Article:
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Topic Title: Temperature frustrations...
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Created On: 01/21/2007 02:41 PM
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 01/21/2007 02:41 PM
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lowlymarine
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Joined: 01/21/2007

I recently put together a new desktop, and at the heart lies an AM2 Athlon 64 X2 4200+ (65W). I'm having some difficultly in determining whether or not my cooling is all working properly, though.

My motherboard's BIOS reports inane temperatures - 37C immediately upon getting into it, climbing all the way up to about 46C if I just sit in the BIOS. That seems unreasonable, even using the stock HSF with AS5. I've made sure the heatsink is firmly in place, no wobbliness or anything, and I followed the AS5 instructions to a tee. In Windows, the ASUS PC Probe II utility echoes the motherboards temperatures - spiking up to 57C during full load! Furthermore, nTune doesn't even report CPU temperature. So I'm obviously perturbed, and go online to find a possible solution. I come across SpeedFan and Core Temp to monitor from the CPU temperature diodes. And sure enough - CoreTemp reports my idle temps to be 32C on one core and 29C on the other, after the machines been on for some time - much lower than the ASUS utility's 44C. Even at full load (as tested by the multi-threaded version of Prime95 I got off a thread here), one core reaches a peak of about 48C, and the other 46C. SpeedFan shows both the ASUS motherboard sensors, and two others labeled "Core0" and "Core1" that match up to the Core Temp readings. My question, obviously, is this - what's right? SpeedFan and Core Temp, or the motherboard diode? I'm running on the assumption that it's Core Temp, if only mostly because I like it's numbers better.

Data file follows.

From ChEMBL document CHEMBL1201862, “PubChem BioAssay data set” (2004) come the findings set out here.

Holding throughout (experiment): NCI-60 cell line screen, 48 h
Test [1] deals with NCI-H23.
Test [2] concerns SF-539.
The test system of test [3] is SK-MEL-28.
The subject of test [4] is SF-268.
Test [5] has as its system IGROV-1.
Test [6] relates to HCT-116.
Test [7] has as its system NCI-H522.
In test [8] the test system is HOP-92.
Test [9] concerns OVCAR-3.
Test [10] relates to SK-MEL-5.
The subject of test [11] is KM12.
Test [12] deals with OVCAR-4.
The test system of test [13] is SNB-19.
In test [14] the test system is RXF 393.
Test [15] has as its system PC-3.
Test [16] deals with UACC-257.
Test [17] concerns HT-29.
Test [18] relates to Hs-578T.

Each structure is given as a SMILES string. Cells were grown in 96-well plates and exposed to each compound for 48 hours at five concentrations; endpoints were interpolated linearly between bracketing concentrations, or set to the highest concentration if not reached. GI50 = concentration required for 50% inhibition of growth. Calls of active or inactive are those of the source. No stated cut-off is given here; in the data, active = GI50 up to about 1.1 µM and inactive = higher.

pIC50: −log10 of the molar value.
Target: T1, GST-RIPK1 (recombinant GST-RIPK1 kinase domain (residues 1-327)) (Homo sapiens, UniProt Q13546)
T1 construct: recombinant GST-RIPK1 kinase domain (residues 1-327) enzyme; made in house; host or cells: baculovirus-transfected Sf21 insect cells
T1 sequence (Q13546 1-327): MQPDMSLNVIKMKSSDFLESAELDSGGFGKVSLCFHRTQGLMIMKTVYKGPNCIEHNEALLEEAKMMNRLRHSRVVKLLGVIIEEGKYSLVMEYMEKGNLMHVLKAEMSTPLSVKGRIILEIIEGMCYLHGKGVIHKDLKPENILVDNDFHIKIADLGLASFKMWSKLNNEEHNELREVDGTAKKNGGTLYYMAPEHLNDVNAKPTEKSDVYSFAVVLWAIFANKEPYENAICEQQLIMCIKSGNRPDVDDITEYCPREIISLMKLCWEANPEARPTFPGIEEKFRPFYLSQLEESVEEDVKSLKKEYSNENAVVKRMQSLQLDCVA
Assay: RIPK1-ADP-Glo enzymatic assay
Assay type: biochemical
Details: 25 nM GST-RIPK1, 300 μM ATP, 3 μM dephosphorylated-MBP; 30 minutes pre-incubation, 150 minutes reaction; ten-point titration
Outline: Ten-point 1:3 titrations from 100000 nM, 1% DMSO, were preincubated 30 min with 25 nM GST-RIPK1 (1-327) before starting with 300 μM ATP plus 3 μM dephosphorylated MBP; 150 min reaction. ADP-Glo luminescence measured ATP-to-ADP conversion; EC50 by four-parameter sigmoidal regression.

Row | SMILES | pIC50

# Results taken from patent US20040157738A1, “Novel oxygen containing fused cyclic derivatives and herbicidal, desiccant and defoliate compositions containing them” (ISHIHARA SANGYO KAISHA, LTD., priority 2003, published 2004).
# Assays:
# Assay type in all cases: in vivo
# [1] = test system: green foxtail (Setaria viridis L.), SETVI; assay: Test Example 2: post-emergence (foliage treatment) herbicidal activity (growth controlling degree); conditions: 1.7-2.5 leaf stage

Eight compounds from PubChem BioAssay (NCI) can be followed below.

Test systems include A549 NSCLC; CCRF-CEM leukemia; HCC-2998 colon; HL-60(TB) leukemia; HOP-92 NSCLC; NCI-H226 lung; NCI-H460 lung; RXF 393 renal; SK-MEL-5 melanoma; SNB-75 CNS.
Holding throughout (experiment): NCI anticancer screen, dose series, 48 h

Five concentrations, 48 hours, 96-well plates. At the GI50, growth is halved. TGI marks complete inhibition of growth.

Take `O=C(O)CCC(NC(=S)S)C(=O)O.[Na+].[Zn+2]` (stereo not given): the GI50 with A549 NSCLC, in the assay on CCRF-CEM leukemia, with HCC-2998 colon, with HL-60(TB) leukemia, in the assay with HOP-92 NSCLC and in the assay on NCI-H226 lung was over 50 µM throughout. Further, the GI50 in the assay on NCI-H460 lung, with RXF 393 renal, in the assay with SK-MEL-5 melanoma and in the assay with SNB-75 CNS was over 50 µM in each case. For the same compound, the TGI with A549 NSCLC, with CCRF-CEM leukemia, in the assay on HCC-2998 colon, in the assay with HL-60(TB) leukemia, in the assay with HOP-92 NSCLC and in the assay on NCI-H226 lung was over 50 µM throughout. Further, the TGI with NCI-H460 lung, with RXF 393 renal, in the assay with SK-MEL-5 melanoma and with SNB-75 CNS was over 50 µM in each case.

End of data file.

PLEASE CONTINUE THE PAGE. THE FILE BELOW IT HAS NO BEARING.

As an aside, at a 10% OC (2.42GHz), Core temp reports 55C max on one core and 53C on the other - while the ASUS utility reports a flustering 71C. But the air inside the case, and even feeling the heatsink itself, while toastily warm, doesn't seem to support the notion that the processor is running at 71C.
 01/21/2007 04:38 PM
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Spengo
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Joined: 06/20/2006

Something is wrong yes - i would say that updating the BIOS would be the first way to go - as well as downloding the CPUZ software (type CPUZ into google) - open this up once it has extracted and press "print screen sys req" - go to paint and paste. Then save the file as JPEG and upload it to photobucket or something of the like - then link us to it.

Cheers - Spengo

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 01/21/2007 06:03 PM
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lowlymarine
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Joined: 01/21/2007

I have the latest BIOS from ASUS (0702), along with the dual-core hotfix from M$ and the AMD processor driver. As you can see, it's identified properly by Windows everywhere, and it definitely runs like a dual core ought (multiple intensive applications don't slow it down).

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